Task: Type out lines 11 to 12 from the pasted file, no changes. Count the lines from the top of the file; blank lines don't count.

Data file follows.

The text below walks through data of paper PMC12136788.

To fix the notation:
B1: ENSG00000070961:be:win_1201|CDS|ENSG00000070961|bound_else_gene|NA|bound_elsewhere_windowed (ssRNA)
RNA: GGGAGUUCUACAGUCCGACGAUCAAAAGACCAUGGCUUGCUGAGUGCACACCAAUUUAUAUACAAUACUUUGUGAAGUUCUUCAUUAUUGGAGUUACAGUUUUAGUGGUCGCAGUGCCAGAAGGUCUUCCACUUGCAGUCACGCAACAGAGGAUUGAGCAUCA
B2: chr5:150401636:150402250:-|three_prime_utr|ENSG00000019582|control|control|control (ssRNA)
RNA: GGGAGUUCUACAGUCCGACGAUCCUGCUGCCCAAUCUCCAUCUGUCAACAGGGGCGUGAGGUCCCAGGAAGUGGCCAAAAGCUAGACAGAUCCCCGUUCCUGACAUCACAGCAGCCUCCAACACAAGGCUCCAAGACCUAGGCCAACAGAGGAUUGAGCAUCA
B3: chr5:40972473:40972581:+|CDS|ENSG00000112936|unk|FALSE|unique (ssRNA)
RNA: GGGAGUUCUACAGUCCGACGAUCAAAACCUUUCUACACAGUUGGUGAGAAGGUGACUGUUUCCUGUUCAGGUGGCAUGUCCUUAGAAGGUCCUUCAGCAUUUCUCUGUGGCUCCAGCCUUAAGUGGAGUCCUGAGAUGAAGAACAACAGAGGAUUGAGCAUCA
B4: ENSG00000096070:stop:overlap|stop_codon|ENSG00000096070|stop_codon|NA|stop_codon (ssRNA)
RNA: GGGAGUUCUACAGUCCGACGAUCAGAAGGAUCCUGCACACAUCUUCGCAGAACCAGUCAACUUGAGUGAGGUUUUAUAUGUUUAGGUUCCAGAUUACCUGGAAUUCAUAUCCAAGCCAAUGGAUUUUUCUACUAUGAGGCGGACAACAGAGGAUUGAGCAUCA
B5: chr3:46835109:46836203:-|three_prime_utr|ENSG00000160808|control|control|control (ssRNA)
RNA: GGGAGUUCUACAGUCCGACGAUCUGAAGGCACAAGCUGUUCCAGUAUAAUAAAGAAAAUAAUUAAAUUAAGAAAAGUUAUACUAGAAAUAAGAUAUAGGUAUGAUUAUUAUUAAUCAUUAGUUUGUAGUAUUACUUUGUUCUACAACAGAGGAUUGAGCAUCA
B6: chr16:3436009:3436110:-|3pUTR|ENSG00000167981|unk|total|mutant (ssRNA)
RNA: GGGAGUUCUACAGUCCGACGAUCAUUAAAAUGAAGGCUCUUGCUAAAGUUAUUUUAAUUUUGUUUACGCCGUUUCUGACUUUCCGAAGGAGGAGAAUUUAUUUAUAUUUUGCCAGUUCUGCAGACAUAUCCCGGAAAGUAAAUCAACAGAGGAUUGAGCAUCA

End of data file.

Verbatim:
B5: chr3:46835109:46836203:-|three_prime_utr|ENSG00000160808|control|control|control (ssRNA)
RNA: GGGAGUUCUACAGUCCGACGAUCUGAAGGCACAAGCUGUUCCAGUAUAAUAAAGAAAAUAAUUAAAUUAAGAAAAGUUAUACUAGAAAUAAGAUAUAGGUAUGAUUAUUAUUAAUCAUUAGUUUGUAGUAUUACUUUGUUCUACAACAGAGGAUUGAGCAUCA